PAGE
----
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Code of Administrative Court Procedure

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Code of Administrative Court Procedure - content
Issuer:Riigikogu
Type:act
In force from:15.03.2019
In force until:31.12.2019
Translation published:21.03.2019

Code of Administrative Court Procedure

Passed 27.01.2011
RT I, 23.02.2011, 3
Entry into force 01.01.2012

Amended by the following legal instruments (show)

PassedPublishedEntry into force
07.12.2011RT I, 28.12.2011, 101.01.2012
06.06.2012RT I, 29.06.2012, 301.01.2013, partially 01.07.2012
10.10.2012RT I, 25.10.2012, 101.12.2012
11.12.2013RT I, 23.12.2013, 101.01.2014, partially 01.01.2015 and 01.01.2020
05.12.2013RT I, 23.12.2013, 201.01.2014
11.06.2014RT I, 21.06.2014, 801.01.2015, partially 01.07.2014
12.06.2014RT I, 21.06.2014, 1101.07.2014
20.06.2014RT I, 08.07.2014, 301.08.2014
19.06.2014RT I, 29.06.2014, 10901.07.2014, official titles of ministers replaced in accordance with s. 107³ (4) of the Government of the Republic Act
10.12.2014RT I, 31.12.2014, 110.01.2015
18.02.2015RT I, 19.03.2015, 129.03.2015
16.03.2016RT I, 06.04.2016, 101.05.2016
12.04.2016RT I, 13.04.2016, 212.04.2016 - judgment of the Supreme Court en banc declares clause 1 of subsection 1 of section 112 of the Code of Administrative Court Procedure unconstitutional and invalid insofar as it bars the courts from deducting from a person’s income any inevitable costs not mentioned in that provision.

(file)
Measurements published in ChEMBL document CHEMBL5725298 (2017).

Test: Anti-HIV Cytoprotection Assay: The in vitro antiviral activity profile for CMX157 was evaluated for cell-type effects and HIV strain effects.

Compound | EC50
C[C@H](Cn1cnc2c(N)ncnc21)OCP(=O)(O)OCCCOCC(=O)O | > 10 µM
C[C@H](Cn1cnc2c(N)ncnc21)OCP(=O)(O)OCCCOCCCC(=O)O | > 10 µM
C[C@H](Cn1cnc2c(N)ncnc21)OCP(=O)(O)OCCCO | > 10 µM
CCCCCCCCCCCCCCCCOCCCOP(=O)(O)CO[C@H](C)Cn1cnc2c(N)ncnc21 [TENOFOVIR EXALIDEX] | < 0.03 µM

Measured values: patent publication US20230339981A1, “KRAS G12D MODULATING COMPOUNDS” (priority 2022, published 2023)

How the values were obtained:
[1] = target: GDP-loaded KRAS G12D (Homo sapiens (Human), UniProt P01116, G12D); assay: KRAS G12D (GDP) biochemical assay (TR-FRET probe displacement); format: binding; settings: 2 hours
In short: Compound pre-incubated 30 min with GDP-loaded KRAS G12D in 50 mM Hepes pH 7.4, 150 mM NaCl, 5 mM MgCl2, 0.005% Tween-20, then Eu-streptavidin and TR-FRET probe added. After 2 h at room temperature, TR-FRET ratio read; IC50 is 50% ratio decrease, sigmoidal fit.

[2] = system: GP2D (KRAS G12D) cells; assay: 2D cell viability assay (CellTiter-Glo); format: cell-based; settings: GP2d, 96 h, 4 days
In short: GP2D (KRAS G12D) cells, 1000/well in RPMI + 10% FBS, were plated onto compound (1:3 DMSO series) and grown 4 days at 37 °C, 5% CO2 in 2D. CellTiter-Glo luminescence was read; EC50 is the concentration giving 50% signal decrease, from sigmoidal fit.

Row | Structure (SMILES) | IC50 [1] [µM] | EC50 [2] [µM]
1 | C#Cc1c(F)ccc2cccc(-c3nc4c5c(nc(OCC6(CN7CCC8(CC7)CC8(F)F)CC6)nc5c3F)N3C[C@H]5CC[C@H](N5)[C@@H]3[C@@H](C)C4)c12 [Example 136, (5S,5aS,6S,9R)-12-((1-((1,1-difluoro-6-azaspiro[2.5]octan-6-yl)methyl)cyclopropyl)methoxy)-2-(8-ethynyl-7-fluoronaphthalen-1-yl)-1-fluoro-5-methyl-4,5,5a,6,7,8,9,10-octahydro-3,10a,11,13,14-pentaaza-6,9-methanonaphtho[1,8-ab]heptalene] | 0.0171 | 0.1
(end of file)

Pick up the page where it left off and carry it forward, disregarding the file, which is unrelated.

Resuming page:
07.06.2017RT I, 26.06.2017, 1706.07.2017
14.06.2017RT I, 01.07.2017, 101.09.2017
15.11.2017RT I, 28.11.2017, 101.01.2018
20.02.2019RT I, 13.03.2019, 215.03.2019

Part 1 FUNDAMENTAL PROVISIONS  

Chapter 1 Administrative court procedure  

§ 1.  Procedure in administrative courts and the body of rules governing that procedure

 (1) Administrative court procedure is procedure for dealing with administrative matters. An administrative matter is a court case to be dealt with by the administrative courts.

 (2) This Code lays down the competence of administrative courts and the procedure for recourse to administrative courts and for the deciding of matters in such courts, to the extent that this has not been regulated in other Acts of Parliament, in directly applicable international treaties and by the rules of European Union law.

 (3) In the cases provided in this Code, the procedure in administrative courts is governed by the rules of the Code of Civil Procedure, without prejudice to the rules specific to the procedure in administrative courts.

 (4) Any acts of administrative court procedure are performed in accordance with the law applicable at the time of performance of those acts.